Periods 1 & 2



40,000 BC

Most similar to modern day humans (these are homo sapiens while modern humans are homo sapiens sapiens). Appeared in Europe and spread over the continent. Around 10,000 BCE, during the ice age, they migrated over the ice bridge to North America.

End of the Neanderthals

28000 BCE

Homo erectus. NOT MODERN HUMANS. Went extinct around the same time the Cro-Magnon people appeared (went extinct 28,000 BCE).

Agricultural/Neolithic Revolution

8000 BCE

The climate was warming up from an Ice Age and there were dramatic changes in the development of agriculture along with social and political flourishes. DID NOT HAPPEN EVERYWHERE AT THE SAME TIME


8000 BCE - Present

Pastoralists are incredibly important to the spread of ideas like language, culture, religion, etc. Few remain today.

Çatal Hüyük

7250 BCE - 5400 BCE

Good example of an early neolithic town with development - in Anatolia.

Bronze Age

3300 bce - 2300 bce

Bronze (Sn and Cu)


2334 BCE - 2279 BCE

The ruler of Akkadian Empire in Mesopotamia -- the world's first known empire.

Epic of Gilgamesh

2000 bce

Written in 2000s bce. Details the adventures of a real Sumerian king who ruled Uruk somewhere between 2750-2500 bce. It gives us insight one the Sumerian people at that time


2000 BCE

Founded Canaan in 2000 BCE. Jews, christians, and muslims all trace their religions back to Abraham.


1792 BC - 1750 BC

Ruled the Babylonian Empire (conquered Mesopotamia). Installed the Code of Hammurabi, a set of laws that dealt with various crimes and rights. Punishments were often based on one's social status.

Roman Republic

509 BC - 46 BCE

The representative Roman Government at the Senate. Battled with the Carthaginian Empire in the Punic Wars.


495 bc - 429 bc

Greek politician. "Golden Age of Pericles."


470 BC - 399 BC

Invented the Socratic Method; an influential Greek thinker.


428 BC - 348 BC

The student of Socrates who kept his teacher's ideas alive with THE ACADEMY


384 BC - 322 BC

One of Plato's students; tutored Alexander the Great. Invented the Golden Mean (emphasis on moderation). Believed in empiricism, trusting what one learned from observation of the senses.

Alexander the Great

336 BCE - 323 BCE

A model for future empires. He ruled Macedonia and expanded his dominion to India. His death caused the downfall of his great empire.

Julius Caesar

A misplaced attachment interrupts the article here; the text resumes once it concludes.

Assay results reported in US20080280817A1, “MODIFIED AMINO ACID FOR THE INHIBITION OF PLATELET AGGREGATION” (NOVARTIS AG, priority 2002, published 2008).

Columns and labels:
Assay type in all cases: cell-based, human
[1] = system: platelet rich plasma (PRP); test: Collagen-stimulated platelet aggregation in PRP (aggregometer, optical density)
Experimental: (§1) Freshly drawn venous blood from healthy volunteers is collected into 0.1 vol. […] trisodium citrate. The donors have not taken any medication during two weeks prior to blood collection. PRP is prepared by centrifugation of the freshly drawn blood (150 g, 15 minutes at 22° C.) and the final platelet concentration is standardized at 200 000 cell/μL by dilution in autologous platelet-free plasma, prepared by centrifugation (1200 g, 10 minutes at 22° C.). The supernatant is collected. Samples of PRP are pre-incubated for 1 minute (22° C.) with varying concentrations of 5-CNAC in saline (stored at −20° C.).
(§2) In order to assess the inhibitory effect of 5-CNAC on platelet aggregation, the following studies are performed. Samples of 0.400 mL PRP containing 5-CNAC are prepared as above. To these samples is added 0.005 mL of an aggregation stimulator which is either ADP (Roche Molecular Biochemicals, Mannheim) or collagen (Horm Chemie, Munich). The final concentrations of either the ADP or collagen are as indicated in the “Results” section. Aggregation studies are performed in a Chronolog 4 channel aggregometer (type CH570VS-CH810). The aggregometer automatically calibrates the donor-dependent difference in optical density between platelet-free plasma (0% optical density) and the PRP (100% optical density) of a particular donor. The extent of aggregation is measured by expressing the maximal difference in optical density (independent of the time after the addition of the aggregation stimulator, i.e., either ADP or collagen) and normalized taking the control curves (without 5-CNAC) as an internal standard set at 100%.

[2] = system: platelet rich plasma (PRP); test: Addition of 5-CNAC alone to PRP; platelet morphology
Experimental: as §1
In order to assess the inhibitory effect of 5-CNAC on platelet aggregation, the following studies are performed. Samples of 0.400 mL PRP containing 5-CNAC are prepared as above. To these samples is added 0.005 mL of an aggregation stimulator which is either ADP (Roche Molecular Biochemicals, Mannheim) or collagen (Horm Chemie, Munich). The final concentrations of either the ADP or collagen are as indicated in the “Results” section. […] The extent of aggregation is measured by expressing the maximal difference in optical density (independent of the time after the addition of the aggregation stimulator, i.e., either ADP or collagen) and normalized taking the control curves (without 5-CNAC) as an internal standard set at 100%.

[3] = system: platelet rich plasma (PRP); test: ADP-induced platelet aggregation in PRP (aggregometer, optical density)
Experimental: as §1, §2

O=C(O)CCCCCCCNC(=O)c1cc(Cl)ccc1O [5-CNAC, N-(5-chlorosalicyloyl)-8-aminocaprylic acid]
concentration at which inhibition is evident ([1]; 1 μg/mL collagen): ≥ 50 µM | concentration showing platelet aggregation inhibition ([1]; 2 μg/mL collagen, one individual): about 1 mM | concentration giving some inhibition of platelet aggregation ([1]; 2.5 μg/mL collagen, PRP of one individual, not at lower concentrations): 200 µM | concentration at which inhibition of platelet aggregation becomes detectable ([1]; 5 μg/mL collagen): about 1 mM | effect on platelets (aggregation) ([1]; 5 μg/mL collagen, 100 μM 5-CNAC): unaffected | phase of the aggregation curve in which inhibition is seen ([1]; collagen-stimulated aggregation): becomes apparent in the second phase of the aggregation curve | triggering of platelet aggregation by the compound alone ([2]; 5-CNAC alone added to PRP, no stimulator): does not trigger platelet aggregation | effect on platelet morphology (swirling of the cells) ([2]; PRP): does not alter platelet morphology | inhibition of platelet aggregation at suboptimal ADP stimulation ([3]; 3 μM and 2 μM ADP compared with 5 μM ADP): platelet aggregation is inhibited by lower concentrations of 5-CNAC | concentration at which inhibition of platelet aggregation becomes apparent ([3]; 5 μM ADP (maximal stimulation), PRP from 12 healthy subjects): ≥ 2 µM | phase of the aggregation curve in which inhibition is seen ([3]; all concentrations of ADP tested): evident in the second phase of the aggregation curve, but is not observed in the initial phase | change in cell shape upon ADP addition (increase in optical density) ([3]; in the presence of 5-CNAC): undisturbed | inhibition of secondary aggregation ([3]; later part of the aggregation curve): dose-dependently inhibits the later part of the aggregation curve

100 BC - 44 BC

The popularis in Rome who reformed the Republic, Julius Caesar, who was murdered by the Senate who was scared of his power.


27 BC - 14 AD

Created the Roman Empire and molded it to its height at the Pax Romana.

Pax Romana

27 BCE - 180 CE

Under Augustus Caesar's (Octavian) rule, Rome architecture, trade, and art flourished.

Roman Empire

27 BC - 476 ce

The Rome that experienced the Pax Romana, building of the Roman Road system, development of Christianity, and the splitting of its government when invaded repeatedly by Germanic tribes.

Start of Christianity and Jesus of Nazareth

33 CE

Jesus of Nazareth challenged traditional religious leaders and made his ideas popular among the urban poor, slaves, and women. Christianity is currently the largest (but not fastest growing) religion on earth.


98 ce - 117 ce

An important roman emperor who presided over the greatest military expansion in Roman history.

Germanic Invasions of Rome

200 ce - 476 ce

While the Roman empire had absorbed many people's with ease, the Germanic groups of the north refused to settle. They created turmoil that eventually led to the split of Rome.

"split" of the roman empire and its fall

284 ce

In 284 ce, under Diocletian's rule, Rome split into two parts: the western half, which continued to decline, and the Byzantine Empire, which persevered many more centuries (it ended in 1453).


313 CE

First Christian Roman emporer

Attila the Hun

406 CE - 453 CE

Attila lead the germanic Huns in their invasions of the Roman empire. He became the sole ruler of the Hunnic Empire after murdering his brother

South Asia

Establishment of Harappa and Mohenjo Daro

2500 bce - 2000 bce

Established by the indigenous Dravidians between 2500 and 2000 bce.

Solidification of Caste system

1500 BCE

As the Aryan people settled, the caste system solidified with them, a social hierarchy that determined one's status by their varna, of color of skin. Consists of Brahmins. Kshatriyas, Vaishyas, Shudras, and Dalits.

The "late Vedic Age" - Upanishads and Vedas

800 bce - 400 bce

Marked by the Aryans' growing awareness of Dravidian beliefs. The Vedas were Aryan. During this age, the Upanishads, which highlighted new concepts like karma, came about.

Archaemenid Empire

559 bce - 330 bce

Started by Cyrus the Great, the Archaemenid aka Persian Empire was one of the most ethnically tolerant empires. With an imperially administrative bureaucracy (created by Darius), it's rulers were able to keep tabs on everyone while allowing all the conquered people to maintain their religion and culture.

Start of Buddhism - Siddhartha Guatama

530 bce

Siddhartha Gautama, an elite unsatisfied by his life, went on a quest in 530 bce and founded Buddhism on the Four Noble Truths.


522 BC - 486 BC

Created the satrap bureaucracy, started the Royal Road, instituted a common currency. Very ethnically tolerant. His successor, Xerxes, eve constructed a gateway to welcome all of his diverse subjects.

Mauryan Dynasty - Chandragupta and Ashoka Maurya

400 bce - 180 bce

Under Chandragupta, the empire was divided into provinces and districts governed representatively of the emperor. Ashoka the Great expanded he empire massively and advocated strongly for Buddhism. He was an effective governor. Created the Rock and Pillar Edicts similar to hammurabi's code.

Gupta Dynasty

350 ce - 650 ce

During a Golden Age for India, the Gupta Empire advanced medicine and math. Hinduism also became the biggest religion in India as Buddhism traveled along the Silk Roads and spreading to China and east, south, and southwest asia.


King Menes

3100 bce

King Menes united Upper and Lower Egypt and established his capital in Memphis.

The Old Kingdom